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Who Cries for the Goose Killer?

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To its credit, the USDA is reporting progress on nonlethal methods of bird-strike prevention. At the Sandusky, Ohio, field station, the department is studying the effects of various light frequencies on birds and investigating the possibility of attaching bird-repellent lights to airplanes. The agency continues to recommend relandscaping bird-friendly zones, advocating for the kinds of shrubs that reduce the chance of nesting. It points to a successful relocation program that took place with gulls near JFK in the nineties.

But at the same time, the department maintains that to continue its success with geese, it can’t rule out culling them. “Rikers is a really great success story,” Humberg says. According to the FAA’s Wildlife Strike Database, in the seven years before the first goose roundup at Rikers Island, there were sixteen Canada-goose strikes at nearby La Guardia. The USDA euthanized 514 geese from the island in 2004, about 300 the next year, and by last year had removed only 32. In the seven years since the first roundup began, the number of Canada-goose strikes at La Guardia has dropped to five. Humberg argues that once the population is brought under control with roundups, it can then be managed with less lethal options, such as egg addling.

None of this is likely to pacify the goose defenders at Prospect Park, who consider even egg addling a crime. “It’s like a goose abortion,” says Artz. “They say the birds flew into the plane. The plane flew into the geese. They have the birthright.” She proposes more study of migration routes, noting that in Israel, the air force has used such data to redirect planes and decrease the number of bird strikes. In the meantime, she is determined to be present at this year’s Prospect Park culling, to bear witness to the slaughter. “We’ve got momentum now,” she says. The Prospect Park group has also learned about upstate New Yorkers protesting the roundup planned for Saranac Lake, in the Adirondacks, where a local high school, its fields carpeted by a layer of feces, called the USDA to do something about the geese. “We’re joining in their fight,” she says.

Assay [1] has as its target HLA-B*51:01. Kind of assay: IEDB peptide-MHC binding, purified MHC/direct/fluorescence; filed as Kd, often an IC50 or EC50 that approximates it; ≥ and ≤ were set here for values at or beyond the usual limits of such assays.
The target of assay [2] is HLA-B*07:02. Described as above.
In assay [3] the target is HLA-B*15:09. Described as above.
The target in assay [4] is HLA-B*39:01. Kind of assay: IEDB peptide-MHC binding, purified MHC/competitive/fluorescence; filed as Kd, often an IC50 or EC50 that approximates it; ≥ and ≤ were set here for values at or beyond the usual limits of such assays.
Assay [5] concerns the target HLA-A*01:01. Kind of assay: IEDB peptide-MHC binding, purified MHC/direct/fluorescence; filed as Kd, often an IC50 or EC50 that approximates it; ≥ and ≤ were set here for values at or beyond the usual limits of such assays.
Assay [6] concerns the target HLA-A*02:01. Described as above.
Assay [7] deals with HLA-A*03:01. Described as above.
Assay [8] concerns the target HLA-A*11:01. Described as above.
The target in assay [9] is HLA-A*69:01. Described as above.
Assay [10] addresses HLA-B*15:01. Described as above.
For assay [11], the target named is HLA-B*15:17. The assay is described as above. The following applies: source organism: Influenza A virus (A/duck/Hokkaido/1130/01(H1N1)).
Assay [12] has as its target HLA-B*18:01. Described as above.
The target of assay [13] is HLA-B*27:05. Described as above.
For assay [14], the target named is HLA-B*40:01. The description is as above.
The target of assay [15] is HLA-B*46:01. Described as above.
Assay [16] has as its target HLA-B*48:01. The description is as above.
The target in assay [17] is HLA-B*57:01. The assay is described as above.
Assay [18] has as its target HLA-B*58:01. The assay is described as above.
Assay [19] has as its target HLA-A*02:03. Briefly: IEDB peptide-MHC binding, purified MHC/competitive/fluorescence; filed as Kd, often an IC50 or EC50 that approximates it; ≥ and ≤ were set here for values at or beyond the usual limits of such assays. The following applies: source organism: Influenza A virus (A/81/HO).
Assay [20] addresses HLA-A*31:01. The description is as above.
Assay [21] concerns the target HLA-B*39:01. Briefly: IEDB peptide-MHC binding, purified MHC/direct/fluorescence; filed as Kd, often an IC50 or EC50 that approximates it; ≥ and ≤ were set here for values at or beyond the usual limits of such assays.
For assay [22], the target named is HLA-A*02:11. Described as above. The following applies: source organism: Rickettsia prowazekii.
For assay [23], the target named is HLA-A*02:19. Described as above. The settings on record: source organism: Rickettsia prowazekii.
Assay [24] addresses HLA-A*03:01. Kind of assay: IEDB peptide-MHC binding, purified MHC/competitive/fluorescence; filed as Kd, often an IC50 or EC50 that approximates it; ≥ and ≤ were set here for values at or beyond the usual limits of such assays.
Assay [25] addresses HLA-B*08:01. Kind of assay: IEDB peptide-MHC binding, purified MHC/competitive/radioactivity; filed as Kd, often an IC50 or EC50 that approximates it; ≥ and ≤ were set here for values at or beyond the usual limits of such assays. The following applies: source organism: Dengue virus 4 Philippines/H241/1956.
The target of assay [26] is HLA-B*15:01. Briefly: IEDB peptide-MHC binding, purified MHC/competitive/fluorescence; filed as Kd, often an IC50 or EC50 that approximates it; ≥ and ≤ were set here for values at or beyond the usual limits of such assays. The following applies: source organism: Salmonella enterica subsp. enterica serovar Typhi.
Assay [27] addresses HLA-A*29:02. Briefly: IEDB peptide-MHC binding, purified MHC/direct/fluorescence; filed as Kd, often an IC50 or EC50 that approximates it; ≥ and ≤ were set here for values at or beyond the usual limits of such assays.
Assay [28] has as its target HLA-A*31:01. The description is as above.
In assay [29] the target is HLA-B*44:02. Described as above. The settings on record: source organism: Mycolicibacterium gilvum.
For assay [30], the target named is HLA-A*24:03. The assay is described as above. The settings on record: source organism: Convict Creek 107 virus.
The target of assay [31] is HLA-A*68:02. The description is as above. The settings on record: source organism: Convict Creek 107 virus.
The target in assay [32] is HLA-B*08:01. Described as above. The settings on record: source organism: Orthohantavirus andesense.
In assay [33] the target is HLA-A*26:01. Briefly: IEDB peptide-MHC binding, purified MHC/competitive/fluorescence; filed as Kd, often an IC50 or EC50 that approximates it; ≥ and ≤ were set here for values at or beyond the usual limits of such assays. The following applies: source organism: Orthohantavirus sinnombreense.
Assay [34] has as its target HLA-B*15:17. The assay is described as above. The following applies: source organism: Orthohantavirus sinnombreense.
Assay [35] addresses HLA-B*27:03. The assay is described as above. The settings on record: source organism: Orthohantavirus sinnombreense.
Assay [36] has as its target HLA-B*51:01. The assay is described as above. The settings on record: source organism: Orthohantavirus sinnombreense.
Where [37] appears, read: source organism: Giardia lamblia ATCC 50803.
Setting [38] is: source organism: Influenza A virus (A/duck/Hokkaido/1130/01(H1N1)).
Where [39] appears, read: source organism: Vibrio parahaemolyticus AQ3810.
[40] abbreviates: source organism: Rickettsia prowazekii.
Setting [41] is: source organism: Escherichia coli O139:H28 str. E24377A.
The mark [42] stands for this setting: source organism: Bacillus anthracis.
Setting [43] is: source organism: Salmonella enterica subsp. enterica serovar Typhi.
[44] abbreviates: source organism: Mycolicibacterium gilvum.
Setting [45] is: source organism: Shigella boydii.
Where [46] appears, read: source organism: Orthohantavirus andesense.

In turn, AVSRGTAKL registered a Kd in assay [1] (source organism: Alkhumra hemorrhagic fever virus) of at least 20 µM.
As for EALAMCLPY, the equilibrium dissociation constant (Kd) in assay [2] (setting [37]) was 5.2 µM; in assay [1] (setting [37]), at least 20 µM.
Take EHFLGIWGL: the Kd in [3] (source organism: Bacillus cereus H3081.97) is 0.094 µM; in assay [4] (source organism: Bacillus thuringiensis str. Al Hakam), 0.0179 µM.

There is a little ball field off Cross Bay Boulevard in Queens called the Broad Channel Athletic Club Memorial Field. A shamrock decorated with the words GOD BLESS USA greets all creatures that enter. As Humberg walks past the home dugout and down the first-base line, it doesn’t look very promising as a goose habitat, but then there they are, a gaggle. “You have to respect non-migrating Canada geese,” he says. “They were not native here, and they capitalized on the human environment and thrived.” He walks slowly down the third-base line, and the geese begin to slowly move to the area behind home plate.

We study the geese. What do they eat? “Basically, anything green,” Humberg says. He is standing still. The geese are too, but then edge close to the woods. “The gizzard is a very hard, muscular organ. They pick up grit as they eat, and the grit goes into the gizzard, and that grinds what they eat—that’s the mastication.”

He steps closer; the geese freeze. “These geese are pretty used to people,” he says. They begin to bow, long black necks lowering to munch the turf that has been manicured for the next ball game.

“They eat the grass, of course,” Humberg says, “and grass is not the most nutritious thing, but we make it better for them. We cut it. And then we fertilize it, which makes it more nutritious. We’re growing superfood for them.”

Suddenly, the geese react to something. “Did you see that?” Humberg asked. “Their heads picked up because they are very aware of what is going on. They know when people come and go.” The geese are looking at him, possibly debating a move.

“This could be a good place for them,” Humberg says, referring to their fateful molting decision. Unlike most other bird species, geese molt at once, as a group—the idea being, from an evolutionary standpoint, that a predator would only kill so many, and that some will always survive. The big question for Humberg is: Will this small flock stay here, or will they move on to another waterfront site in Queens or Brooklyn, or even Nassau County?

“I don’t know what’s down there,” he says, pointing to a path. “If there is water, then they might stay. You have to remember, everything is in flux now.”

Humberg will be back—that is for certain. The geese watch him warily as he walks away, gets in his pickup, and drives slowly back to JFK.


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